So she went from him, and shut the door upon her and upon her sons, who brought the vessels to her; and she poured out. And it came to pass, when the vessels were full, that she said unto her son, Bring me yet a vessel. And he said unto her, There is not a vessel more. And the oil stayed. Then she came and told the man of God. And he said, Go, sell the oil, and pay thy debt, and live thou and thy children of the rest.

We live in a fallen world. Sickness and death are par for the course. This woman lost her husband; and in that ancient society that was a catastrophe, for she obviously had no one else to watch over her to protect her. Women, as a rule, did not make the living… men did. This woman was facing the world alone. Had this been before the time of Elisha and Elijah, she would have had no one to turn to. But now that she knows there is among them one who hears and speaks the Word of the LORD, she comes to him and pours out her distress.

When you read a story like this, do you ever put yourself in the place of the people in the story? It’s a good thing to do: to picture the scene and ask ourselves what would we do? What could I do? So, I want to stop and ask: When the woman came to Elisha, what was she expecting Elisha to do?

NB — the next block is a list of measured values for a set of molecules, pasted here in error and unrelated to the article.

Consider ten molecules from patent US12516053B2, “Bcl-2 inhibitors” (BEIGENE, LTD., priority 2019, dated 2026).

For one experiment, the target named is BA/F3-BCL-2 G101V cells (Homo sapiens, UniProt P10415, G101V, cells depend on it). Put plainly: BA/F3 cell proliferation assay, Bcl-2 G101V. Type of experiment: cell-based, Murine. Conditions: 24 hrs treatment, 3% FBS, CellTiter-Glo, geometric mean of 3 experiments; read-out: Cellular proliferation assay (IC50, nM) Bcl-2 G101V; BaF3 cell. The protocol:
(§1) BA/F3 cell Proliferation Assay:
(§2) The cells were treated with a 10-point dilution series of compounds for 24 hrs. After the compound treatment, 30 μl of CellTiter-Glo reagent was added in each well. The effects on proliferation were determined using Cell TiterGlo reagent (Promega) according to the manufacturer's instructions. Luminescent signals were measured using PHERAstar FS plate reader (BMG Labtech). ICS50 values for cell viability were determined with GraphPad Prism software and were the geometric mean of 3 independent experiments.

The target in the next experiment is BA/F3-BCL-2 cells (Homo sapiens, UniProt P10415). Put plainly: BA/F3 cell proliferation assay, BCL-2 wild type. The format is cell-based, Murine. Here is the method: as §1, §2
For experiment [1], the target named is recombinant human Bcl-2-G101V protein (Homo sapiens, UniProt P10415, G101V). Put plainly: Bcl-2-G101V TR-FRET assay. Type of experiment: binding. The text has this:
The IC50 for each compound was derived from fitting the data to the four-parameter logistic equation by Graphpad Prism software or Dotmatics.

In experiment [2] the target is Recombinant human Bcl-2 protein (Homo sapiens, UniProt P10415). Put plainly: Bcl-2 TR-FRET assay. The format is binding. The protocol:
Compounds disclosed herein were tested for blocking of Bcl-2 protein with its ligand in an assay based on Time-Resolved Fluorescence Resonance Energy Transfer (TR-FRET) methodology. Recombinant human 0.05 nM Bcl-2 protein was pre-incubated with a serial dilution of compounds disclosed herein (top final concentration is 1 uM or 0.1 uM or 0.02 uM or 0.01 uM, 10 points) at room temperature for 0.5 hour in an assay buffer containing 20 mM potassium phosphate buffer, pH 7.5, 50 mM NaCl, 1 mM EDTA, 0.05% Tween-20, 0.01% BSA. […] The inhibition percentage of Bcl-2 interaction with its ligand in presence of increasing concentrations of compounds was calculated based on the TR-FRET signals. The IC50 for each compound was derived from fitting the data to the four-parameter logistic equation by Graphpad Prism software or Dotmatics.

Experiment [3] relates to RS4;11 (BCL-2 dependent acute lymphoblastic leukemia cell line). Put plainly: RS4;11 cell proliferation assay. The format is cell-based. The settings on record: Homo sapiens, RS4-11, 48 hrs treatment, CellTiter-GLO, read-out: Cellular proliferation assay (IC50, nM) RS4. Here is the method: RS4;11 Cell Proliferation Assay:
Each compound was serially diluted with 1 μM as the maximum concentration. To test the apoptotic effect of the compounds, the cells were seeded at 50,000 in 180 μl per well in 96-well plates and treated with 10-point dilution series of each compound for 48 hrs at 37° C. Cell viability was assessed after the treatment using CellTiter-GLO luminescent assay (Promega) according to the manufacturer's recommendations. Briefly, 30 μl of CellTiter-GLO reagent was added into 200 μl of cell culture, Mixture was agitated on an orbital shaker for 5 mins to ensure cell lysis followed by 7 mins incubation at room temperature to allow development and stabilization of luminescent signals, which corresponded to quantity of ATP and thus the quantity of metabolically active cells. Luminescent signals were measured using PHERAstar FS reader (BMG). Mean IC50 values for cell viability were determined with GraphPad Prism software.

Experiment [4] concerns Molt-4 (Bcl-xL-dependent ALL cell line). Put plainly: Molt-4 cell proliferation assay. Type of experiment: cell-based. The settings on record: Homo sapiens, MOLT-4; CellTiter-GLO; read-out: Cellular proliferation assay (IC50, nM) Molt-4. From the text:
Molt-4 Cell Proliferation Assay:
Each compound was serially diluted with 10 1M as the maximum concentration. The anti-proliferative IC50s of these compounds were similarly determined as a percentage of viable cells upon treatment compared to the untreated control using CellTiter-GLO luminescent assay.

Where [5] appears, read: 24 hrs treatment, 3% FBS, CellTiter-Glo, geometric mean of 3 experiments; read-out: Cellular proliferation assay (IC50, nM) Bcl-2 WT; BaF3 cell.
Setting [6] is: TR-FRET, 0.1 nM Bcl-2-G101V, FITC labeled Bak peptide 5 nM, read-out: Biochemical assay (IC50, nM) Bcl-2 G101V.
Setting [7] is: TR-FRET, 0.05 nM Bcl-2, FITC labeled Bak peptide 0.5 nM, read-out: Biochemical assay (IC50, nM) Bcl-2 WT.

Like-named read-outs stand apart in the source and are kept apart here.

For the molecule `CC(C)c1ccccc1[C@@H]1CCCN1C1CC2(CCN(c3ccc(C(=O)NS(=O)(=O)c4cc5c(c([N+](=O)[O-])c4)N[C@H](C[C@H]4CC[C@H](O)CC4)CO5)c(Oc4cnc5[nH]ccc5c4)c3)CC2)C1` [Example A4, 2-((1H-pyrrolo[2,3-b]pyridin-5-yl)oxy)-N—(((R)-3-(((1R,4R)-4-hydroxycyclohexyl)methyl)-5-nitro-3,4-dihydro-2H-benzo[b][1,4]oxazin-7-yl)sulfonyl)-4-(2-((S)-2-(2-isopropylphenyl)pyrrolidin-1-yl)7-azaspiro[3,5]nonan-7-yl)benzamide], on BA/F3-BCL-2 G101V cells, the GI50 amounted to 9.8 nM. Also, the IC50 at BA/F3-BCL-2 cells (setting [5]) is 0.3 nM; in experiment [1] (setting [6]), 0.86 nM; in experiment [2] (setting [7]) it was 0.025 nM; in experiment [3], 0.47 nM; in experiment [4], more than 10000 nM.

He’s not rich, he has no property. He wanders from place to place preaching. There’s no telling if the present King will listen to him, even if he had any pull with the man. What was she expecting Elisha to do?

Well, the story doesn’t tell us but my guess is: she had no idea. But the important point is that she was desperate, and in that desperation she was moved to ASK. And that is the first lesson of today.

Desperation is a good thing when it moves us to ask.

You see, we don’t have to have the plan but we need to know, like she did, deep in her heart, that there is someone we can ask for help.

Jeshua said, in Matthew 7:8-11 For every one that asketh receiveth; and he that seeketh findeth; and to him that knocketh it shall be opened.  Or what man is there of you, whom if his son ask bread, will he give him a stone?  Or if he ask a fish, will he give him a serpent? If ye then, being evil, know how to give good gifts unto your children, how much more shall your Father which is in heaven give good things to them that ask him?